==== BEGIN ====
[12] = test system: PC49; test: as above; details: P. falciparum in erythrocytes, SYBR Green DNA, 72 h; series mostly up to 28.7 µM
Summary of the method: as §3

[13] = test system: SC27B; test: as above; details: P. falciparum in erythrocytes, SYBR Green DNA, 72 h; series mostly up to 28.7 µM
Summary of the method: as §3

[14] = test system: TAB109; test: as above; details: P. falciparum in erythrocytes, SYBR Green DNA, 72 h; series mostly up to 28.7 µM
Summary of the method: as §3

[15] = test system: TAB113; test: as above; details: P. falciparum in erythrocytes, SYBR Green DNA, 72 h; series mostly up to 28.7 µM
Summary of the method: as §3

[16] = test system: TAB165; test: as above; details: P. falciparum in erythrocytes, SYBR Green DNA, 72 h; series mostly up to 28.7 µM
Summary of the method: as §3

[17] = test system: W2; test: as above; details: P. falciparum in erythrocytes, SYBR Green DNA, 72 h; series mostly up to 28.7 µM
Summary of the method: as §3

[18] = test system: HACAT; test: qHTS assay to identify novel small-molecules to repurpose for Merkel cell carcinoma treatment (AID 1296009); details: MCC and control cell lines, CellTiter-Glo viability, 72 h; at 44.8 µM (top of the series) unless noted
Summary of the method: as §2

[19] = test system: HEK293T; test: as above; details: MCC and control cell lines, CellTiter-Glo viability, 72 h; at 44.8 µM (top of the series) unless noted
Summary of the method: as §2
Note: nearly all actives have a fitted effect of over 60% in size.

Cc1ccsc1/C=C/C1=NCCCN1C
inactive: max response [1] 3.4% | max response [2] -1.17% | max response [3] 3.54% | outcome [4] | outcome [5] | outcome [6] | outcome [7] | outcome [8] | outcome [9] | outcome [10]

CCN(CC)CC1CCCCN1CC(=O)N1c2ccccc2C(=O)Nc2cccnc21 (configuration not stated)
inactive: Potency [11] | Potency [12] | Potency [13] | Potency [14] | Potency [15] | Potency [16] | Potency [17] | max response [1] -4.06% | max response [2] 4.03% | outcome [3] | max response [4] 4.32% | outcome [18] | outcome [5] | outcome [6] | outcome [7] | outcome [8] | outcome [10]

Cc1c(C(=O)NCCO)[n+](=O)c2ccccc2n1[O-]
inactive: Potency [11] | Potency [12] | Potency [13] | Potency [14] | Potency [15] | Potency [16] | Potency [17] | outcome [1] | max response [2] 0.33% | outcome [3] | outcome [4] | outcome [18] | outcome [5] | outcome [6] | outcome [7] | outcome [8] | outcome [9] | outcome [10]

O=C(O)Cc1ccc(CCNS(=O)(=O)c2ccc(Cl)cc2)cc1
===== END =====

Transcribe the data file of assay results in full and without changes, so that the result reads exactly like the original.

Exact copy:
[12] = test system: PC49; test: as above; details: P. falciparum in erythrocytes, SYBR Green DNA, 72 h; series mostly up to 28.7 µM
Summary of the method: as §3

[13] = test system: SC27B; test: as above; details: P. falciparum in erythrocytes, SYBR Green DNA, 72 h; series mostly up to 28.7 µM
Summary of the method: as §3

[14] = test system: TAB109; test: as above; details: P. falciparum in erythrocytes, SYBR Green DNA, 72 h; series mostly up to 28.7 µM
Summary of the method: as §3

[15] = test system: TAB113; test: as above; details: P. falciparum in erythrocytes, SYBR Green DNA, 72 h; series mostly up to 28.7 µM
Summary of the method: as §3

[16] = test system: TAB165; test: as above; details: P. falciparum in erythrocytes, SYBR Green DNA, 72 h; series mostly up to 28.7 µM
Summary of the method: as §3

[17] = test system: W2; test: as above; details: P. falciparum in erythrocytes, SYBR Green DNA, 72 h; series mostly up to 28.7 µM
Summary of the method: as §3

[18] = test system: HACAT; test: qHTS assay to identify novel small-molecules to repurpose for Merkel cell carcinoma treatment (AID 1296009); details: MCC and control cell lines, CellTiter-Glo viability, 72 h; at 44.8 µM (top of the series) unless noted
Summary of the method: as §2

[19] = test system: HEK293T; test: as above; details: MCC and control cell lines, CellTiter-Glo viability, 72 h; at 44.8 µM (top of the series) unless noted
Summary of the method: as §2
Note: nearly all actives have a fitted effect of over 60% in size.

Cc1ccsc1/C=C/C1=NCCCN1C
inactive: max response [1] 3.4% | max response [2] -1.17% | max response [3] 3.54% | outcome [4] | outcome [5] | outcome [6] | outcome [7] | outcome [8] | outcome [9] | outcome [10]

CCN(CC)CC1CCCCN1CC(=O)N1c2ccccc2C(=O)Nc2cccnc21 (configuration not stated)
inactive: Potency [11] | Potency [12] | Potency [13] | Potency [14] | Potency [15] | Potency [16] | Potency [17] | max response [1] -4.06% | max response [2] 4.03% | outcome [3] | max response [4] 4.32% | outcome [18] | outcome [5] | outcome [6] | outcome [7] | outcome [8] | outcome [10]

Cc1c(C(=O)NCCO)[n+](=O)c2ccccc2n1[O-]
inactive: Potency [11] | Potency [12] | Potency [13] | Potency [14] | Potency [15] | Potency [16] | Potency [17] | outcome [1] | max response [2] 0.33% | outcome [3] | outcome [4] | outcome [18] | outcome [5] | outcome [6] | outcome [7] | outcome [8] | outcome [9] | outcome [10]

O=C(O)Cc1ccc(CCNS(=O)(=O)c2ccc(Cl)cc2)cc1